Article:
You can spend all the time in the world perfecting your subject lines, finding the optimal broadcast time and improving your server reputation, but if you’re not sending your emails to contacts that are in a buying cycle, then all that time spent perfecting your emails is time wasted!
Most email marketers will spend a lot of time researching clients and making sure the right people are reached by the right kind of emails. But what happens to these contacts after you have started emailing them and their preferences change? Do you continue sending them the same emails, or do you adapt?
Your data is one of the most valuable assets in your company, which is why you should always look at your contact lists as being dynamic rather than static. This means, just because a client is interested in one thing, doesn’t mean they’re going to be interested in it after a few weeks or months.
Let’s imagine one of your contacts has been identified as a ‘hot prospect’ during your initial research. However ‘stuff’ has happened in their business since then, and although they are technically still a ’hot prospect’, what you are marketing to them is no longer a priority. If you continue to bombard them with ‘hot prospects’ messaging, your emails are eventually going to become just another piece of spam in their inbox, since they are no longer interested in what you have to offer. This is obviously not ideal, as they are still a valuable client and you have spent a lot of time and effort carefully positioning your brand ready to make a sale.
If you had been continually tracking your contacts’ engagement across both email and your website, you would have discovered that they were no longer interacting with your content in the same way they used to. This is when you should move them down a gear into a nurturing campaign, where you can maintain low levels of communication whilst still keeping in contact. When they start to engage with your emails again, is when you should move them back into the original sales funnel. This can be easily done by setting up a trigger which does this automatically for you.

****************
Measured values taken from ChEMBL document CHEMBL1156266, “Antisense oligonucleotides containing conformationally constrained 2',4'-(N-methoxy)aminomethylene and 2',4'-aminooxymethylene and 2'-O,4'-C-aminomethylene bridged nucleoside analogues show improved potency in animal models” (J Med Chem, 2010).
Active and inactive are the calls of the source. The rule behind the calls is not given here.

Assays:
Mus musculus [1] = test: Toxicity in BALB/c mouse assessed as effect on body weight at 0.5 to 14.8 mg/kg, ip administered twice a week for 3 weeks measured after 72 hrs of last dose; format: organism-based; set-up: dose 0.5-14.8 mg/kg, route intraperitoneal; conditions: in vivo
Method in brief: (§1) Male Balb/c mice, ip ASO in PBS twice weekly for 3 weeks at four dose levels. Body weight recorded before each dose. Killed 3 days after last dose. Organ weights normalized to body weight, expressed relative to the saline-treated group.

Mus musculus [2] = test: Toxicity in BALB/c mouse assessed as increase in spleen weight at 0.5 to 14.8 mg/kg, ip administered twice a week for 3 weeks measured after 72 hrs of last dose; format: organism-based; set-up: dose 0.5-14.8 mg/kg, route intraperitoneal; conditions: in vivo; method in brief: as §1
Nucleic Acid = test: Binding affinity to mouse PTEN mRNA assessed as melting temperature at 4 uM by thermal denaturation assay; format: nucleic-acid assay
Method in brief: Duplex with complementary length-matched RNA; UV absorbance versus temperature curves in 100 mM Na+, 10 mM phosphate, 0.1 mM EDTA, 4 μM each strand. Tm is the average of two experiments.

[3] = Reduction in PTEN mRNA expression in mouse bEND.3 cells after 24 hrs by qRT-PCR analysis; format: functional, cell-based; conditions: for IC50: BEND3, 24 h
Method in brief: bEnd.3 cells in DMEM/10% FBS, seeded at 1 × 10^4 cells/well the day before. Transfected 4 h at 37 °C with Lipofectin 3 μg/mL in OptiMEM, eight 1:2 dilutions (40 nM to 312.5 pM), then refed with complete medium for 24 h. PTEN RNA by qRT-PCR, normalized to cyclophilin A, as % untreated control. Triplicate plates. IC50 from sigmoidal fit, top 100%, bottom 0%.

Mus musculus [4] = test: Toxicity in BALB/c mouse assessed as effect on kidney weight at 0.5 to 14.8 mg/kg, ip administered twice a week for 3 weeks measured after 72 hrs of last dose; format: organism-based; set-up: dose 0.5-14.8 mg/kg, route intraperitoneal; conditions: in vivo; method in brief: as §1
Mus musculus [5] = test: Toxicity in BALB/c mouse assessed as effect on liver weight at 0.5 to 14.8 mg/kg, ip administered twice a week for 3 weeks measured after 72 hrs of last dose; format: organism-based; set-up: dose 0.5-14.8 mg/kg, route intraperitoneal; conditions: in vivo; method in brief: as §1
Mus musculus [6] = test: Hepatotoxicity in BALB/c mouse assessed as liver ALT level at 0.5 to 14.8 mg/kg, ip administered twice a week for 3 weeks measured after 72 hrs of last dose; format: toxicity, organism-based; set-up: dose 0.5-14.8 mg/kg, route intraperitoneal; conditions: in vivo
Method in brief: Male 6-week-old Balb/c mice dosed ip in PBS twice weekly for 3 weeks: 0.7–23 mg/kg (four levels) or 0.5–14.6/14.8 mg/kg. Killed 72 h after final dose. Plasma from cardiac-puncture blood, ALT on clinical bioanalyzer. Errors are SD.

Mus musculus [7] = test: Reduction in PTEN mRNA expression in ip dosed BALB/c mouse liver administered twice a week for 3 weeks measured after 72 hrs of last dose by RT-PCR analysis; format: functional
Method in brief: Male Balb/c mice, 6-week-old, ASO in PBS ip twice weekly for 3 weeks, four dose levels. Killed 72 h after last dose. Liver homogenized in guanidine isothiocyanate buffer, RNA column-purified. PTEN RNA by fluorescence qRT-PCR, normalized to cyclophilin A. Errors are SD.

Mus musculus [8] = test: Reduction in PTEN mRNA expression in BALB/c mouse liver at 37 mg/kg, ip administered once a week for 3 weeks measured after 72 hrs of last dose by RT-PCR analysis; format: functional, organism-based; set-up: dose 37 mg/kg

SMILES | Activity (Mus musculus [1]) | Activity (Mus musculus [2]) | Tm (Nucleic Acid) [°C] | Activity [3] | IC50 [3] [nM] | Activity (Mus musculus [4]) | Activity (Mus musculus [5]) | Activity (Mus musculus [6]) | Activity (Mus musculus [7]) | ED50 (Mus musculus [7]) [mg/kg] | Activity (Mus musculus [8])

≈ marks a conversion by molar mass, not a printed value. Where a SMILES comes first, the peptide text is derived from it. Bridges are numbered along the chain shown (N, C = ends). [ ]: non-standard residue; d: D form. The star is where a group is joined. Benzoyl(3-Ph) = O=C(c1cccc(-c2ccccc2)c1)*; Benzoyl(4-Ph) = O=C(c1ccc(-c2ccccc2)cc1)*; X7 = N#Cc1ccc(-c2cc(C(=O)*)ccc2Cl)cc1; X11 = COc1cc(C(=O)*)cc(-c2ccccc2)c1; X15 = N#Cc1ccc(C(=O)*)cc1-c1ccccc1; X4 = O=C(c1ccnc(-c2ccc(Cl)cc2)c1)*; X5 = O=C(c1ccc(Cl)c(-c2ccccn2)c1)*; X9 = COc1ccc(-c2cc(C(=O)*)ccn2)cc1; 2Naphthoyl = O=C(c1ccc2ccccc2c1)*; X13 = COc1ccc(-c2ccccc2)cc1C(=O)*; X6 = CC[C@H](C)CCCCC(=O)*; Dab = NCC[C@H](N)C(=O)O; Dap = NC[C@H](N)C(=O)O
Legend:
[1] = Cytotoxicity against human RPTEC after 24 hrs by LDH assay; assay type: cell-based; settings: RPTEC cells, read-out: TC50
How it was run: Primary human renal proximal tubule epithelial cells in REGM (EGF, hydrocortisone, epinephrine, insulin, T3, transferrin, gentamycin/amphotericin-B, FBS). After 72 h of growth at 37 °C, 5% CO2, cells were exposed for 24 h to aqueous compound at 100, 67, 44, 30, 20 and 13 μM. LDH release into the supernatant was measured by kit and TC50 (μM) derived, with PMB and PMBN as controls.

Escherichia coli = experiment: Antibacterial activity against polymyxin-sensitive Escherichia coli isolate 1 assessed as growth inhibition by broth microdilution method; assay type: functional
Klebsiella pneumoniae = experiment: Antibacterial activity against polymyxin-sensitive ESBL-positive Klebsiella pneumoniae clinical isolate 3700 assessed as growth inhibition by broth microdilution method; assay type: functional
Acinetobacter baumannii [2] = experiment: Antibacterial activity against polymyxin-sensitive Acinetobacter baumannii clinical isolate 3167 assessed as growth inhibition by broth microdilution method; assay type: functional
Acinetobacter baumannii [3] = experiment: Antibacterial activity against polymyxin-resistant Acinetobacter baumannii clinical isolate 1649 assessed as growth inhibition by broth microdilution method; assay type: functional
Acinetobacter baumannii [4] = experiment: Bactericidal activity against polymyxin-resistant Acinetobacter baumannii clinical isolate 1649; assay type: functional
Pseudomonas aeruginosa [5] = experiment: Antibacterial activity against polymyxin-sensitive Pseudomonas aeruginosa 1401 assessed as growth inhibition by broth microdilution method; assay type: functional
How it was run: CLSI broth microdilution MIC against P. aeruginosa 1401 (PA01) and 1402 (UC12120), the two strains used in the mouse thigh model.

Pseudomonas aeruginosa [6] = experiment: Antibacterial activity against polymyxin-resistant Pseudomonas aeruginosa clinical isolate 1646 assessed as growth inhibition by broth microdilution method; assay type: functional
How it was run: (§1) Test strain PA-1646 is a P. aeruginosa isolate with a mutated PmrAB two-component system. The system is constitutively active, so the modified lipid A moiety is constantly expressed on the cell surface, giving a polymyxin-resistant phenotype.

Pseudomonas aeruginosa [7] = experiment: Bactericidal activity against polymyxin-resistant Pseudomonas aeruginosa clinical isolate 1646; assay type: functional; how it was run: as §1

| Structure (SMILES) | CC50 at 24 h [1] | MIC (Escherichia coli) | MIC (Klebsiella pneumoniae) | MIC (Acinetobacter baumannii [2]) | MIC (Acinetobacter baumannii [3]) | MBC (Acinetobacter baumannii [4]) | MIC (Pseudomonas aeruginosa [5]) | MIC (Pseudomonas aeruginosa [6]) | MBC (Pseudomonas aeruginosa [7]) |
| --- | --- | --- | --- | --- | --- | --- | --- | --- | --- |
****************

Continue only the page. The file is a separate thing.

If you wanted to get really smart, you could combine a series of triggers, so that if a contact went on to visit your website, they would set off a series of specific sales emails related to the page they had visited. After that you can go on to giving them a call and see if they are interested. If they are, you can automatically move them back into the original ‘Hot Prospects’ campaign to continue the targeted messaging.
By doing this, not only do you protect your brand from being perceived as a spammer, but you prolong the life of a contact and increase the number of sales that come out of your campaigns. This is obviously a win for both you and your contacts, as they will value your brand even more for sharing relevant information with them, when they need it.